Local authorities will receive a further £100 million to repair damaged roads, Chancellor George Osborne announced today.
The funding to aid English councils in repairing potholes comes in addition to £100m of funding announced by Transport secretary Philip Hammond in February.
Both these funding announcements are in addition to the £831 million already provided to councils for road maintenance this year and the £3 billion the Government has committed over the next four years.
While the extra funding was welcomed, road builders urged the Government to take a longer-term view on highways maintenance.
“Road maintenance remains a huge issue for the UK,” said Tarmac National Contracting & Middle East managing director Paul Fleetham.
“There is still a backlog approaching 12 years in road repairs in England and Wales, so these short-term funds only serve to prevent a bad problem becoming even worse. To put this additional money into context, the winter of 2009 alone caused £400m additional damage to our roads, so this is not going to suddenly solve the problems overnight.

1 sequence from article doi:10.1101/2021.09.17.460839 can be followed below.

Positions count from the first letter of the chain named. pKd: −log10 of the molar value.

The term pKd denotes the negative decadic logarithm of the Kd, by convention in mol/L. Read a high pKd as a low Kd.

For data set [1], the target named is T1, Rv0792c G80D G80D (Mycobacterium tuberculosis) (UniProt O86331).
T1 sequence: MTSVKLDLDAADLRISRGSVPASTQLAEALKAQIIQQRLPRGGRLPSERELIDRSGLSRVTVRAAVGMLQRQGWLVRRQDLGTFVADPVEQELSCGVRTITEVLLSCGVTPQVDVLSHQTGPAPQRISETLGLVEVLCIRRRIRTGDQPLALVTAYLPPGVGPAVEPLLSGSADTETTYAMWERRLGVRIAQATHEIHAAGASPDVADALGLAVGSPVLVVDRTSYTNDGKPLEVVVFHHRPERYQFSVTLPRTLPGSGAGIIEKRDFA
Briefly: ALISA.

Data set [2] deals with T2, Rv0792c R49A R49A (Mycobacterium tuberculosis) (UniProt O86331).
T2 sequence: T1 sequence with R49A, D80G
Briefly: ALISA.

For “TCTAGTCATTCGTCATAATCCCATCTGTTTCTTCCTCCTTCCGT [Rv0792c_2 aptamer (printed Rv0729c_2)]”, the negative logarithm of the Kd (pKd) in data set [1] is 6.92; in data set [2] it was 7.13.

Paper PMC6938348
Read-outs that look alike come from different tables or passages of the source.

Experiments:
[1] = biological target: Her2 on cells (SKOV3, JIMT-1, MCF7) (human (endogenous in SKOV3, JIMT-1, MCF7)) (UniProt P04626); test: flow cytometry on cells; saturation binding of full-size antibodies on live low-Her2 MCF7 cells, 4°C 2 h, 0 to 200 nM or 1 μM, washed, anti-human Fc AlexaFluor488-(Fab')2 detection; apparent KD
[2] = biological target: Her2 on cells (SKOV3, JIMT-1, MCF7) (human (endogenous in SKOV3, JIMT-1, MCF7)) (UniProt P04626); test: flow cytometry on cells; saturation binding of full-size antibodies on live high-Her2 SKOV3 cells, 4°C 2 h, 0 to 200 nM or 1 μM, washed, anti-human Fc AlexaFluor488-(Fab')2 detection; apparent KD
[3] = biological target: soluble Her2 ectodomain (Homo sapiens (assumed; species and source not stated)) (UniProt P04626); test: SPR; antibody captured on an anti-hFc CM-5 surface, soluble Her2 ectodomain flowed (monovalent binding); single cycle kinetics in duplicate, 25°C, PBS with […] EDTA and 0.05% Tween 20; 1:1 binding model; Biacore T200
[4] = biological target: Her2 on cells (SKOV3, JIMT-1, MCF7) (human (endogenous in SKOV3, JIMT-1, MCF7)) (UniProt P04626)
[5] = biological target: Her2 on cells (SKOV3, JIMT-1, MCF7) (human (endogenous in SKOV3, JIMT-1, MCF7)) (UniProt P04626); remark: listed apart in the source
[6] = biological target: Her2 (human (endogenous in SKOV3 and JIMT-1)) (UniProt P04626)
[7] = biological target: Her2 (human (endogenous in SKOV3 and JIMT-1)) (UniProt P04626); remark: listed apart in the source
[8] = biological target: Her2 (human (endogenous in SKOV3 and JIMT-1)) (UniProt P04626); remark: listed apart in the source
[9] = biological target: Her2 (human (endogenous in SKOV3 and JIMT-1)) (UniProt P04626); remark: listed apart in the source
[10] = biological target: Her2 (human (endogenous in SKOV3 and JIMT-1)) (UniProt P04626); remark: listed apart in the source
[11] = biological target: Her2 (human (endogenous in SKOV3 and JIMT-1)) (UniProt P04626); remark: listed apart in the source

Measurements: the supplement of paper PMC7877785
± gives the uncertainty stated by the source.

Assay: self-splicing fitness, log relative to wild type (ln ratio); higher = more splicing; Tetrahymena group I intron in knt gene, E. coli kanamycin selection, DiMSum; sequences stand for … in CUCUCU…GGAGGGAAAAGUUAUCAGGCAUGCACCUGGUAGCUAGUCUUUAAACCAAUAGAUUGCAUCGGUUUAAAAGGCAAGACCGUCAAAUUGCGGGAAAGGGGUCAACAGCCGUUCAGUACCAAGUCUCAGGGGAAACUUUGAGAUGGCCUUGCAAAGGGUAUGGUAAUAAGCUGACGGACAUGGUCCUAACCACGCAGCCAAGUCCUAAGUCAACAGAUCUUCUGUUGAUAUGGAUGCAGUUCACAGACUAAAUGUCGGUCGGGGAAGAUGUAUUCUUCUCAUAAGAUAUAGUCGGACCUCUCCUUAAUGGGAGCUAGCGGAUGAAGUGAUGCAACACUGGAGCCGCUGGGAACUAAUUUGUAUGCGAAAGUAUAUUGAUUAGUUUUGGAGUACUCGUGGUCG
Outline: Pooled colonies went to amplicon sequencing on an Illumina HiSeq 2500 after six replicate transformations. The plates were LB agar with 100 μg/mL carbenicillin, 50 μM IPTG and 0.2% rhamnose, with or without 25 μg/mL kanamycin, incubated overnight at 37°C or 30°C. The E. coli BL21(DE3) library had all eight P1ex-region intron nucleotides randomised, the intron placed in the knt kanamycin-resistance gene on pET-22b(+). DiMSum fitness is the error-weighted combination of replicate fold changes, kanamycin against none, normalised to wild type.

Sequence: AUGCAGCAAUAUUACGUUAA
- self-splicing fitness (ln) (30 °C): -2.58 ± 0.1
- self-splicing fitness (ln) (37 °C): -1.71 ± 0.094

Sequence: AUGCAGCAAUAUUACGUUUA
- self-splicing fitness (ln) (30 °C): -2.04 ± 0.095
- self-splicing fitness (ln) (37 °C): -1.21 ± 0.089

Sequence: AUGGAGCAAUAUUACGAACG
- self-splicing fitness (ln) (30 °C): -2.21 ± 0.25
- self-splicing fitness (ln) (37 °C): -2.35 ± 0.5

“Roads are a vital strategic asset, and we must adopt a longer-term approach to funding and structural maintenance. I urge the Government to explore the benefits of providing local authorities with their highways funding allocation over five years, as this could help both councils and private sector partners to manage the road asset more effectively in the long term.”
Asphalt Industry Alliance chairman Colin Loveday added: “The additional £100 million is a welcome recognition of the fragile condition of the local road network. It will help towards the cost of repairing the additional damage caused by severe winter weather that local authorities estimated last year at £400 million.”